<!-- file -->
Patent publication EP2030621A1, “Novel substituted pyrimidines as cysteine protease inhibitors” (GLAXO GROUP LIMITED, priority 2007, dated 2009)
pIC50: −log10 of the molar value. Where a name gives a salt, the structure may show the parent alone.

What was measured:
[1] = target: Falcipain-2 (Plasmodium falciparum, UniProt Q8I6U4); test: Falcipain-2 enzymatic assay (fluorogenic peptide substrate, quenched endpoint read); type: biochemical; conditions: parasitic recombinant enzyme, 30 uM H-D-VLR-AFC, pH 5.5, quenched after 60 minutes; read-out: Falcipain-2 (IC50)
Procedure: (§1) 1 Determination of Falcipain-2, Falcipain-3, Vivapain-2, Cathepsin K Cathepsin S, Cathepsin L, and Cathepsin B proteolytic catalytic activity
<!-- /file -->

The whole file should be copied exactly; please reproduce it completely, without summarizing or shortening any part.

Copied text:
Patent publication EP2030621A1, “Novel substituted pyrimidines as cysteine protease inhibitors” (GLAXO GROUP LIMITED, priority 2007, dated 2009)
pIC50: −log10 of the molar value. Where a name gives a salt, the structure may show the parent alone.

What was measured:
[1] = target: Falcipain-2 (Plasmodium falciparum, UniProt Q8I6U4); test: Falcipain-2 enzymatic assay (fluorogenic peptide substrate, quenched endpoint read); type: biochemical; conditions: parasitic recombinant enzyme, 30 uM H-D-VLR-AFC, pH 5.5, quenched after 60 minutes; read-out: Falcipain-2 (IC50)
Procedure: (§1) 1 Determination of Falcipain-2, Falcipain-3, Vivapain-2, Cathepsin K Cathepsin S, Cathepsin L, and Cathepsin B proteolytic catalytic activity